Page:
The proposed rule sought to codify existing EPA policies requiring generators to make a hazardous waste determination on multi-phase wastes at the “point of generation.” The point of generation as defined by regulation is the “act or process produc[ing] hazardous waste identified or listed in part 261 of this chapter or [the] act, which first causes a hazardous waste to become subject to regulation.” 40 CFR 260.10 (defining “Generator”). The proposed rule posited this means the test for ignitability applies when a single phase of a waste is first generated and during the course of normal management of that waste. Therefore, if multi-phase separation occurs during storage of a liquid, the proposed rule would have required the facility to consider each individual phase to be a separate waste stream.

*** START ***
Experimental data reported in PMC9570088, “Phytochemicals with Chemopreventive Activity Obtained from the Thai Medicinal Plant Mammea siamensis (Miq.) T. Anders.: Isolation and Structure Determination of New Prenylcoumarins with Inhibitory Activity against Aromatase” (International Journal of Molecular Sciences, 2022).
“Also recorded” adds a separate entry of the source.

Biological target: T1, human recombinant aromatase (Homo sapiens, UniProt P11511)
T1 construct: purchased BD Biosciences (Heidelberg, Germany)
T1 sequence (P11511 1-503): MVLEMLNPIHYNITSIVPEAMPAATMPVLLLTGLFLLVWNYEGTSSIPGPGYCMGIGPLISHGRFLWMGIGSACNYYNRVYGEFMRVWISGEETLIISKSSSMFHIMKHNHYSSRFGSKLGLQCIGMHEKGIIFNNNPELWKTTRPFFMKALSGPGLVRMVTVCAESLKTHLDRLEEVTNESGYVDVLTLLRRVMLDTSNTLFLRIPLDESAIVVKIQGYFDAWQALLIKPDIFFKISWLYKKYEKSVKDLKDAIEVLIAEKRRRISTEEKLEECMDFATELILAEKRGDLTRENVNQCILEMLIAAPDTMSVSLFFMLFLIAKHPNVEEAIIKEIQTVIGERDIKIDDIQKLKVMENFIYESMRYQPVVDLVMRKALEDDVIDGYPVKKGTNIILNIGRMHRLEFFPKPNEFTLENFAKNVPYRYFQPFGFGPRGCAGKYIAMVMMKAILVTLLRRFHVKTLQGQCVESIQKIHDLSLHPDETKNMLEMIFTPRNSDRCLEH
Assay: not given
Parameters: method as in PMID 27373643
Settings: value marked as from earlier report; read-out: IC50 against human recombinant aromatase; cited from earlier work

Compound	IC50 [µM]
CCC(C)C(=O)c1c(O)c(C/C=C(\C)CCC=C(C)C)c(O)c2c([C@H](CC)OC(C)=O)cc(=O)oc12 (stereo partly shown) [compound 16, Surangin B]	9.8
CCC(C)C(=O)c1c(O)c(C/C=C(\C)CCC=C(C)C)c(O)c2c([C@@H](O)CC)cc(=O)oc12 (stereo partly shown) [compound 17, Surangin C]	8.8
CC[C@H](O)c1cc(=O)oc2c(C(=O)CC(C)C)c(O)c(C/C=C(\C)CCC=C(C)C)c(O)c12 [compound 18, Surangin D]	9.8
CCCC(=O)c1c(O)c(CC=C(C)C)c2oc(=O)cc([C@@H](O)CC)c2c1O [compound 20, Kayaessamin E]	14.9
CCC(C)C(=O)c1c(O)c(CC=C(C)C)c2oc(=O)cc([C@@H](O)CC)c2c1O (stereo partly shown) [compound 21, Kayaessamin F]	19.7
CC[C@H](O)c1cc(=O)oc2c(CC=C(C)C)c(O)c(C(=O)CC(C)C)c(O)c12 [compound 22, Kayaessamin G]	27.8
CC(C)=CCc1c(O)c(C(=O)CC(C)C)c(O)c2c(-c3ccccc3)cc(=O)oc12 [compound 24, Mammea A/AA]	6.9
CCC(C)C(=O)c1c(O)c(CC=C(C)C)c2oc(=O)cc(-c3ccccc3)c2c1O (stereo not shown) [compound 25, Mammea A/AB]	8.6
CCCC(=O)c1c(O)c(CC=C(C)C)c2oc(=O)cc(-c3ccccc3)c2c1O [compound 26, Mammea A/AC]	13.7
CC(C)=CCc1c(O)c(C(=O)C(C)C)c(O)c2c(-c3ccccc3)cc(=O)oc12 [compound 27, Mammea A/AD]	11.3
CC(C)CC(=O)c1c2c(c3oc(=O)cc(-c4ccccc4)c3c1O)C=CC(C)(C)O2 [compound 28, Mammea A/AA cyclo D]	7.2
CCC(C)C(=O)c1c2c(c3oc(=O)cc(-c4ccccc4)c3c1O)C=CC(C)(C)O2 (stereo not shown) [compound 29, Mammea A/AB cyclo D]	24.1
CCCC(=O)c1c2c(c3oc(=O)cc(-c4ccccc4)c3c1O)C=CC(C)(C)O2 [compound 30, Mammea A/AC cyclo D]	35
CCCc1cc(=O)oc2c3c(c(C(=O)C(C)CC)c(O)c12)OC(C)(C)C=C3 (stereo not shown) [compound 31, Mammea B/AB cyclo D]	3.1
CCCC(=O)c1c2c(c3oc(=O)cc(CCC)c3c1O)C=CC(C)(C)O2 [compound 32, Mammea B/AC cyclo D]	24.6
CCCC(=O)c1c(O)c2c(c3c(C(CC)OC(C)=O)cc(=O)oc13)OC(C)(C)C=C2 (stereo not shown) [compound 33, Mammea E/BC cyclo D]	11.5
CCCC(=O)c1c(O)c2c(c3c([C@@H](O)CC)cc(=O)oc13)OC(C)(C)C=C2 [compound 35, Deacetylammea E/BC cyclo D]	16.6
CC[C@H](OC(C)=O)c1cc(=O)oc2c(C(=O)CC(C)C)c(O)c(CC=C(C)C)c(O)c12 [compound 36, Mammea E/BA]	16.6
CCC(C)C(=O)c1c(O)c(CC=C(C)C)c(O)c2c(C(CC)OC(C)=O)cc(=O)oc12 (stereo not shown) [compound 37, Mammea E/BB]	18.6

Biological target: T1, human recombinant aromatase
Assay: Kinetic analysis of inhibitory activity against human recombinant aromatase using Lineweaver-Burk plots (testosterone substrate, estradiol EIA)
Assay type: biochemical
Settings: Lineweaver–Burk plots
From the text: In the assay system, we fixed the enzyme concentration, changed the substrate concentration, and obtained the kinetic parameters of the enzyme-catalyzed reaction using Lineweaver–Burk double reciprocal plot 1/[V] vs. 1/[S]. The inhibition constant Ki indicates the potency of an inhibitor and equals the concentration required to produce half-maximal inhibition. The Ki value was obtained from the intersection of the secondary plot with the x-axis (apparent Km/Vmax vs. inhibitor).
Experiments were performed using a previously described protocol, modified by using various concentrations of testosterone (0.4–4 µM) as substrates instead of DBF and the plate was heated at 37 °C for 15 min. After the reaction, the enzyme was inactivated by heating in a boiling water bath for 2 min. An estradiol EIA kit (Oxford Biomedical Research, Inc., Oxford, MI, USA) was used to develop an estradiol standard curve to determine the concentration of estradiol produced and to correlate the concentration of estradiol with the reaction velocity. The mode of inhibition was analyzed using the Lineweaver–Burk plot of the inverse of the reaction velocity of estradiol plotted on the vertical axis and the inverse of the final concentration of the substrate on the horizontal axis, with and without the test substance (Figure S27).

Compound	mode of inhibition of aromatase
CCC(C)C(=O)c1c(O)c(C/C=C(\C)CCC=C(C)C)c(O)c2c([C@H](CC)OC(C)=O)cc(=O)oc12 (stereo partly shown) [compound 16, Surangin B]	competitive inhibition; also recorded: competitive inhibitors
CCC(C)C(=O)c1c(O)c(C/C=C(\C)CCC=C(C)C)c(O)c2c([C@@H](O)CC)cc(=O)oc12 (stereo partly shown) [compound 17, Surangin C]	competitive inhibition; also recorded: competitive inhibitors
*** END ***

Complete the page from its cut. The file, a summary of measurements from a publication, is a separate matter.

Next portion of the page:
The proposed rule also proposed codifying EPA guidance on how to sample multi-phase wastes. Historical EPA guidance instructs the generator to “separate multiphase waste samples into all of their different solid and/or liquid phases for individual evaluation, to the extent practicable…to determine whether that phase exhibits the characteristic of ignitability.” 85 Fed. Reg. at 40597. EPA also suggested multiphase waste “should be tested for flash point as a whole if the individual phases cannot be separated without an appreciable loss of volatiles such that the ignitability test results may be affected.” Id. The proposed rule recommended use of Method 1311 for assessing the presence of an ignitable liquid for wastes that do not yield a free liquid phase using Method 9095 (i.e., Paint Filter Liquids Test or PFLT). This policy is particularly important when one considers the different triggers for ignitability of liquid phase vs. solid phase wastes: Liquid phase wastes are evaluated objectively by flashpoint, but solid phase wastes are tested subjectively.